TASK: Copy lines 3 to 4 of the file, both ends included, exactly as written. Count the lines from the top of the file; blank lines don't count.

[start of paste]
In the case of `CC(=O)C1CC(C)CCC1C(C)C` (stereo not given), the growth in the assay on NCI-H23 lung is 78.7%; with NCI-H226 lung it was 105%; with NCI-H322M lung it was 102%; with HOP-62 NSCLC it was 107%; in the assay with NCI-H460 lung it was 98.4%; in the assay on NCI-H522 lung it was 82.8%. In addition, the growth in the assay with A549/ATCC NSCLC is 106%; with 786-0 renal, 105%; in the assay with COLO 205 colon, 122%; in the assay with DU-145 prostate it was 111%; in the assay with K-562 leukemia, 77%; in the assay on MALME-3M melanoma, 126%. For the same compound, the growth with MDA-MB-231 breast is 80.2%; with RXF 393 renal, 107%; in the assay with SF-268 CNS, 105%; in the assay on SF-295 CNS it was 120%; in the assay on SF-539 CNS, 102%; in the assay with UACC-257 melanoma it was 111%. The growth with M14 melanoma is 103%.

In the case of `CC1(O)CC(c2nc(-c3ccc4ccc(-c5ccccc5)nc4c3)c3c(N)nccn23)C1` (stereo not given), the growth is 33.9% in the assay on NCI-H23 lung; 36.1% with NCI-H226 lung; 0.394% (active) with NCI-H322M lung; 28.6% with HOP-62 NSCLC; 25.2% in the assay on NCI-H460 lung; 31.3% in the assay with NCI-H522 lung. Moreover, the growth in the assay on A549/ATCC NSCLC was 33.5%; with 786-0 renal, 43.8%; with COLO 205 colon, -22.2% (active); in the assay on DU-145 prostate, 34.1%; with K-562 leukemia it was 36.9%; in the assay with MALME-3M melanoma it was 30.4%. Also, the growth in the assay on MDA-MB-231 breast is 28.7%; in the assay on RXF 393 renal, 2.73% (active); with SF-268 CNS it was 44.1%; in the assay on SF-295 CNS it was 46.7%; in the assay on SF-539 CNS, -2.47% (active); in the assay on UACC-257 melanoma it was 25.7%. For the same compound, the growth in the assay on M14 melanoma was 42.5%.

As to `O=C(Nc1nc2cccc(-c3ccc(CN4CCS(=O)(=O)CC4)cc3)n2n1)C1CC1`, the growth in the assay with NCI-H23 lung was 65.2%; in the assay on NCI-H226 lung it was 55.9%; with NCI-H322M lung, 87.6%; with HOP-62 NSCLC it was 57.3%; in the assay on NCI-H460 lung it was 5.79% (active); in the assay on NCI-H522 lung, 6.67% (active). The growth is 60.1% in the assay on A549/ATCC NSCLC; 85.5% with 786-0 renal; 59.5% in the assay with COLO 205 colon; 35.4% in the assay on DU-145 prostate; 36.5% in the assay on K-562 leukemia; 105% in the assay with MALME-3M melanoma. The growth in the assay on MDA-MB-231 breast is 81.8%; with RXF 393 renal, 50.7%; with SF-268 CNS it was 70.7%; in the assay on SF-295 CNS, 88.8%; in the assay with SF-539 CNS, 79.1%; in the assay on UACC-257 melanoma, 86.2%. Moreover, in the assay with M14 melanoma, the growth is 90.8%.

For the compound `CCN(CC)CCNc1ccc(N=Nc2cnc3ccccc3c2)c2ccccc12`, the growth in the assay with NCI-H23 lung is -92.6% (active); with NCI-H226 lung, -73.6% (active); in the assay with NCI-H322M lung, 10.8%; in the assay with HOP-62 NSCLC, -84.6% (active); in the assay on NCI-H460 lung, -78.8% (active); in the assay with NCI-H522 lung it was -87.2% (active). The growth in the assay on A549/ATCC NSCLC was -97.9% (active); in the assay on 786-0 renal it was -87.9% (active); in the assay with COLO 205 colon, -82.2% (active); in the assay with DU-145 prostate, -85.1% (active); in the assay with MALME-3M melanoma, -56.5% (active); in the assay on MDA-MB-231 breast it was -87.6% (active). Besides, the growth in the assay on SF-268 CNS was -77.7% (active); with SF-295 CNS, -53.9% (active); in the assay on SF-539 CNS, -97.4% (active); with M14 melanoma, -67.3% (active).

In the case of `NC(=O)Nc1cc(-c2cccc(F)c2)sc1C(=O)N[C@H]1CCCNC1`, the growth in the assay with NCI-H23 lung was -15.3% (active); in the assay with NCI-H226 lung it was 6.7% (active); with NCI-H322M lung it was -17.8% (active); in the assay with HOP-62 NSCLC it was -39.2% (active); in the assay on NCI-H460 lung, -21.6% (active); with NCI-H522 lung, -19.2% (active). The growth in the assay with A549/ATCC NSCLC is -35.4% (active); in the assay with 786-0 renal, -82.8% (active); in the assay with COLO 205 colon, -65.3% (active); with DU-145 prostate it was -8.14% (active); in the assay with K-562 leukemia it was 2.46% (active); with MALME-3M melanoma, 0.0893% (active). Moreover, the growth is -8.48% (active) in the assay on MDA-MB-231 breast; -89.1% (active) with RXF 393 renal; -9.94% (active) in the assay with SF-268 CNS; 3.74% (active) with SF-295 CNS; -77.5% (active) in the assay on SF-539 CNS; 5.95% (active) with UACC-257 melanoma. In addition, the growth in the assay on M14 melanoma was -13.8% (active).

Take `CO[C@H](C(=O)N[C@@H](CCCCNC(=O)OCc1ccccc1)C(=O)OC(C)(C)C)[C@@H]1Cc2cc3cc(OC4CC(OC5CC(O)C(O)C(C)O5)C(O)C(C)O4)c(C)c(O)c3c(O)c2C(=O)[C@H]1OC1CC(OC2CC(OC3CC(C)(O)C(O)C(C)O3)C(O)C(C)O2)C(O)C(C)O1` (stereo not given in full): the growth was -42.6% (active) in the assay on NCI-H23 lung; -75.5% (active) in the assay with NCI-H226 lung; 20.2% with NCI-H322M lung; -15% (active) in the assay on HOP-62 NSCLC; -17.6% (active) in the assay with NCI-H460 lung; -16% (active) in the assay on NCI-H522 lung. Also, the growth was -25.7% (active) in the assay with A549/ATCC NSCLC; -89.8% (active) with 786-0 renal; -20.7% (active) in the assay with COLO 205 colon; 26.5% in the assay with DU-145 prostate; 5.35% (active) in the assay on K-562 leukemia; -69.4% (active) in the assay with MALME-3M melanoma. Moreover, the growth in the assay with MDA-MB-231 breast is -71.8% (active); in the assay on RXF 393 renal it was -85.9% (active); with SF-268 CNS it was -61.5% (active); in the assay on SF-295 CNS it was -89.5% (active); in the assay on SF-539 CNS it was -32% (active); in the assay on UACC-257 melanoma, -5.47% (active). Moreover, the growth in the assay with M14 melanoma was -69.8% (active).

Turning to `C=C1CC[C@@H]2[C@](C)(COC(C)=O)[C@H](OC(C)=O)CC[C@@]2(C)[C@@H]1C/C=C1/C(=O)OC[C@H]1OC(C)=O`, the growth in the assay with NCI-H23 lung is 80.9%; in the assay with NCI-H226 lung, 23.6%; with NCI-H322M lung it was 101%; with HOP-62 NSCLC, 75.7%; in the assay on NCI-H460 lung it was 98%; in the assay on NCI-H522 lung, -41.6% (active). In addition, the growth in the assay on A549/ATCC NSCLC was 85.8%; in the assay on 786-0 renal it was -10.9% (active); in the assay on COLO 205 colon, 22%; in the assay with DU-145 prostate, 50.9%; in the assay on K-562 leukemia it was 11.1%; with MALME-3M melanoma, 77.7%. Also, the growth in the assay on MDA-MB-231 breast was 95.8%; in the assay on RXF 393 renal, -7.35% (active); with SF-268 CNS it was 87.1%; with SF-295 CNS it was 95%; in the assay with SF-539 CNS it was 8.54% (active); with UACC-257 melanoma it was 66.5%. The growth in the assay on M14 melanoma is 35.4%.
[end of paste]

As to `O=C(Nc1nc2cccc(-c3ccc(CN4CCS(=O)(=O)CC4)cc3)n2n1)C1CC1`, the growth in the assay with NCI-H23 lung was 65.2%; in the assay on NCI-H226 lung it was 55.9%; with NCI-H322M lung, 87.6%; with HOP-62 NSCLC it was 57.3%; in the assay on NCI-H460 lung it was 5.79% (active); in the assay on NCI-H522 lung, 6.67% (active). The growth is 60.1% in the assay on A549/ATCC NSCLC; 85.5% with 786-0 renal; 59.5% in the assay with COLO 205 colon; 35.4% in the assay on DU-145 prostate; 36.5% in the assay on K-562 leukemia; 105% in the assay with MALME-3M melanoma. The growth in the assay on MDA-MB-231 breast is 81.8%; with RXF 393 renal, 50.7%; with SF-268 CNS it was 70.7%; in the assay on SF-295 CNS, 88.8%; in the assay with SF-539 CNS, 79.1%; in the assay on UACC-257 melanoma, 86.2%. Moreover, in the assay with M14 melanoma, the growth is 90.8%.

For the compound `CCN(CC)CCNc1ccc(N=Nc2cnc3ccccc3c2)c2ccccc12`, the growth in the assay with NCI-H23 lung is -92.6% (active); with NCI-H226 lung, -73.6% (active); in the assay with NCI-H322M lung, 10.8%; in the assay with HOP-62 NSCLC, -84.6% (active); in the assay on NCI-H460 lung, -78.8% (active); in the assay with NCI-H522 lung it was -87.2% (active). The growth in the assay on A549/ATCC NSCLC was -97.9% (active); in the assay on 786-0 renal it was -87.9% (active); in the assay with COLO 205 colon, -82.2% (active); in the assay with DU-145 prostate, -85.1% (active); in the assay with MALME-3M melanoma, -56.5% (active); in the assay on MDA-MB-231 breast it was -87.6% (active). Besides, the growth in the assay on SF-268 CNS was -77.7% (active); with SF-295 CNS, -53.9% (active); in the assay on SF-539 CNS, -97.4% (active); with M14 melanoma, -67.3% (active).